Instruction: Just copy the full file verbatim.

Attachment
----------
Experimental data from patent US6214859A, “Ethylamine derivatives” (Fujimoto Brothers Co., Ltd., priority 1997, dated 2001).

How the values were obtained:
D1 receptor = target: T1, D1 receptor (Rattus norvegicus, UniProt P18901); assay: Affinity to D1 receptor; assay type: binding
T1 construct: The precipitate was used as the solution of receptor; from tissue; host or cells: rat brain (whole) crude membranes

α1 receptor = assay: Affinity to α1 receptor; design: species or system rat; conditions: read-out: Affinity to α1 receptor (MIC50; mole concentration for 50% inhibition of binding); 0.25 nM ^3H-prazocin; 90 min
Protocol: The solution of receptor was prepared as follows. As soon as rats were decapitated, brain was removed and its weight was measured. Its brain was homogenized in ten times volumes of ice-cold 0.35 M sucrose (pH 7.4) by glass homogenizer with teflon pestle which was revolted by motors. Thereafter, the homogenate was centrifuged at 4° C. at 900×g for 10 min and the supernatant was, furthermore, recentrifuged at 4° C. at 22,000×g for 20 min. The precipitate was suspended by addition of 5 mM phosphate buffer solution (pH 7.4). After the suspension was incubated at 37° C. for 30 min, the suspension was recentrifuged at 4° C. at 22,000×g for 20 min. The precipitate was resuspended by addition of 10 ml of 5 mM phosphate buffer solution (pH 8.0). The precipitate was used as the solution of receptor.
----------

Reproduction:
Experimental data from patent US6214859A, “Ethylamine derivatives” (Fujimoto Brothers Co., Ltd., priority 1997, dated 2001).

How the values were obtained:
D1 receptor = target: T1, D1 receptor (Rattus norvegicus, UniProt P18901); assay: Affinity to D1 receptor; assay type: binding
T1 construct: The precipitate was used as the solution of receptor; from tissue; host or cells: rat brain (whole) crude membranes

α1 receptor = assay: Affinity to α1 receptor; design: species or system rat; conditions: read-out: Affinity to α1 receptor (MIC50; mole concentration for 50% inhibition of binding); 0.25 nM ^3H-prazocin; 90 min
Protocol: The solution of receptor was prepared as follows. As soon as rats were decapitated, brain was removed and its weight was measured. Its brain was homogenized in ten times volumes of ice-cold 0.35 M sucrose (pH 7.4) by glass homogenizer with teflon pestle which was revolted by motors. Thereafter, the homogenate was centrifuged at 4° C. at 900×g for 10 min and the supernatant was, furthermore, recentrifuged at 4° C. at 22,000×g for 20 min. The precipitate was suspended by addition of 5 mM phosphate buffer solution (pH 7.4). After the suspension was incubated at 37° C. for 30 min, the suspension was recentrifuged at 4° C. at 22,000×g for 20 min. The precipitate was resuspended by addition of 10 ml of 5 mM phosphate buffer solution (pH 8.0). The precipitate was used as the solution of receptor.